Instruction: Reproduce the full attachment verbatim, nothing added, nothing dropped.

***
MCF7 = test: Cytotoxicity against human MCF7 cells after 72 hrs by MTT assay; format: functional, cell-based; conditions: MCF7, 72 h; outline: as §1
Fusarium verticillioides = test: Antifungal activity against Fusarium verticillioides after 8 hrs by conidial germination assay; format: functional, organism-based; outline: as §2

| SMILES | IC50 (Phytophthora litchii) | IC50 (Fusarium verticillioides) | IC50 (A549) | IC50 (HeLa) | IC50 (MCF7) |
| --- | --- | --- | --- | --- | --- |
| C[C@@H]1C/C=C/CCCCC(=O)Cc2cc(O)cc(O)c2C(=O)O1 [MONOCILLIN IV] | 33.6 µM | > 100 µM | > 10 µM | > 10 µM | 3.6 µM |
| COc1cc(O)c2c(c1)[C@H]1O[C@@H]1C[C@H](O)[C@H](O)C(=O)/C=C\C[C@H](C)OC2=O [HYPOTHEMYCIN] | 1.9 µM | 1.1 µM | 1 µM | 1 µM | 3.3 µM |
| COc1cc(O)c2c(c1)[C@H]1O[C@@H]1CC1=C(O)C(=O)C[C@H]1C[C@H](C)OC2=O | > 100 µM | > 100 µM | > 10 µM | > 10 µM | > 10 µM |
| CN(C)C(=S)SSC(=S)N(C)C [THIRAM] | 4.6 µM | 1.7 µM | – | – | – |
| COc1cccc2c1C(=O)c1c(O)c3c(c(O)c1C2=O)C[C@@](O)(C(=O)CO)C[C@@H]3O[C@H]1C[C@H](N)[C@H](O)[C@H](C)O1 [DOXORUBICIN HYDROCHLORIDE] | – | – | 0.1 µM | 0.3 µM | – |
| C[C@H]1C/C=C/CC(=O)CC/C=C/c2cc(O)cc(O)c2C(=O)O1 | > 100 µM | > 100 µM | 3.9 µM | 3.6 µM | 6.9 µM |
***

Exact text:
MCF7 = test: Cytotoxicity against human MCF7 cells after 72 hrs by MTT assay; format: functional, cell-based; conditions: MCF7, 72 h; outline: as §1
Fusarium verticillioides = test: Antifungal activity against Fusarium verticillioides after 8 hrs by conidial germination assay; format: functional, organism-based; outline: as §2

| SMILES | IC50 (Phytophthora litchii) | IC50 (Fusarium verticillioides) | IC50 (A549) | IC50 (HeLa) | IC50 (MCF7) |
| --- | --- | --- | --- | --- | --- |
| C[C@@H]1C/C=C/CCCCC(=O)Cc2cc(O)cc(O)c2C(=O)O1 [MONOCILLIN IV] | 33.6 µM | > 100 µM | > 10 µM | > 10 µM | 3.6 µM |
| COc1cc(O)c2c(c1)[C@H]1O[C@@H]1C[C@H](O)[C@H](O)C(=O)/C=C\C[C@H](C)OC2=O [HYPOTHEMYCIN] | 1.9 µM | 1.1 µM | 1 µM | 1 µM | 3.3 µM |
| COc1cc(O)c2c(c1)[C@H]1O[C@@H]1CC1=C(O)C(=O)C[C@H]1C[C@H](C)OC2=O | > 100 µM | > 100 µM | > 10 µM | > 10 µM | > 10 µM |
| CN(C)C(=S)SSC(=S)N(C)C [THIRAM] | 4.6 µM | 1.7 µM | – | – | – |
| COc1cccc2c1C(=O)c1c(O)c3c(c(O)c1C2=O)C[C@@](O)(C(=O)CO)C[C@@H]3O[C@H]1C[C@H](N)[C@H](O)[C@H](C)O1 [DOXORUBICIN HYDROCHLORIDE] | – | – | 0.1 µM | 0.3 µM | – |
| C[C@H]1C/C=C/CC(=O)CC/C=C/c2cc(O)cc(O)c2C(=O)O1 | > 100 µM | > 100 µM | 3.9 µM | 3.6 µM | 6.9 µM |